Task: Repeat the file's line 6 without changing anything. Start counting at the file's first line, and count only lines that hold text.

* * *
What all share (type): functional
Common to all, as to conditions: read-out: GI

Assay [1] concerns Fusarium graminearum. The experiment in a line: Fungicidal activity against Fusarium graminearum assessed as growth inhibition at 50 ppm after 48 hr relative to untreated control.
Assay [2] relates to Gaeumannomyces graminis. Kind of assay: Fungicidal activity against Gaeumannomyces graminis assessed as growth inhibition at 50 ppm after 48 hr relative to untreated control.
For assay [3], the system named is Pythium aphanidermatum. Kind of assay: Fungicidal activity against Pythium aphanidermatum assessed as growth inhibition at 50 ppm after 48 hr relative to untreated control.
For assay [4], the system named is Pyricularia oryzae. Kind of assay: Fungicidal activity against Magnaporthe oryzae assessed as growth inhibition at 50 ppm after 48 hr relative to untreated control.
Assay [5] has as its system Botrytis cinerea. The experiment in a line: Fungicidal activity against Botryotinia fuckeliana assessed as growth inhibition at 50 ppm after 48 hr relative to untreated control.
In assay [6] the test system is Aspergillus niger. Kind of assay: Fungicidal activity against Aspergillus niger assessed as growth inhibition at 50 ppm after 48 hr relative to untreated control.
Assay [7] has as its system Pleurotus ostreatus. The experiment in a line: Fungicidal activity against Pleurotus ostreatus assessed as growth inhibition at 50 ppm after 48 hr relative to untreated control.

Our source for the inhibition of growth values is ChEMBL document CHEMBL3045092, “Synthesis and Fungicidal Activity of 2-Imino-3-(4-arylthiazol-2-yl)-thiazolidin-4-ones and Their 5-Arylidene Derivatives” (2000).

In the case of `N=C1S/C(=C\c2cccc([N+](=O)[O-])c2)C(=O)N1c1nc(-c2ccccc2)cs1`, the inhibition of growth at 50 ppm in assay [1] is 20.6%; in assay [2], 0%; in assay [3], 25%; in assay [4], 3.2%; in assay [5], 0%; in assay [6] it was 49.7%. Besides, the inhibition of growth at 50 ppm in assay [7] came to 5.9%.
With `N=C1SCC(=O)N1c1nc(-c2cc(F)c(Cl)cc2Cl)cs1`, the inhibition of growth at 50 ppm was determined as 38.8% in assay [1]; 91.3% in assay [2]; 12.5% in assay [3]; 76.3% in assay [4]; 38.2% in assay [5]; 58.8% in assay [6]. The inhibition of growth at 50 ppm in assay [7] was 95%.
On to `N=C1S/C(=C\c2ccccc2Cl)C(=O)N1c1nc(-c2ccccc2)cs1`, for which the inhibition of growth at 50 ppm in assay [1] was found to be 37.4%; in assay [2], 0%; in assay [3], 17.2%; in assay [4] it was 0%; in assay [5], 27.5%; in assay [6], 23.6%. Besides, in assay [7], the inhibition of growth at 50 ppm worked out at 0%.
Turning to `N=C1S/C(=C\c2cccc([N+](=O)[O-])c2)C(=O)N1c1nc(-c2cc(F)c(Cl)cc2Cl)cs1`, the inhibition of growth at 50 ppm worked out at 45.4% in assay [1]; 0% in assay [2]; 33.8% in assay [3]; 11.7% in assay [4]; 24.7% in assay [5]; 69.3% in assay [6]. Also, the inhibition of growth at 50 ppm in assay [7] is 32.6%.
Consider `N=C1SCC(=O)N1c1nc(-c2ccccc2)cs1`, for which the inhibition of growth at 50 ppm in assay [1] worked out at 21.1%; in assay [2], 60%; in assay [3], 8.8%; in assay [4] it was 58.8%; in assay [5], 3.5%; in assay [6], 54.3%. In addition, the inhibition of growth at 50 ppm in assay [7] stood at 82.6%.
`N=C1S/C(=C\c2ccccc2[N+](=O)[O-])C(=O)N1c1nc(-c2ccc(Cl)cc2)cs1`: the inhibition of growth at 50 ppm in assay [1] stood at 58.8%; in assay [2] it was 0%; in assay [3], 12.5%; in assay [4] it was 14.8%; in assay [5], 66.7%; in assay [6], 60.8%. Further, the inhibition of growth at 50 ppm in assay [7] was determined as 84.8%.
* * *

For assay [4], the system named is Pyricularia oryzae. Kind of assay: Fungicidal activity against Magnaporthe oryzae assessed as growth inhibition at 50 ppm after 48 hr relative to untreated control.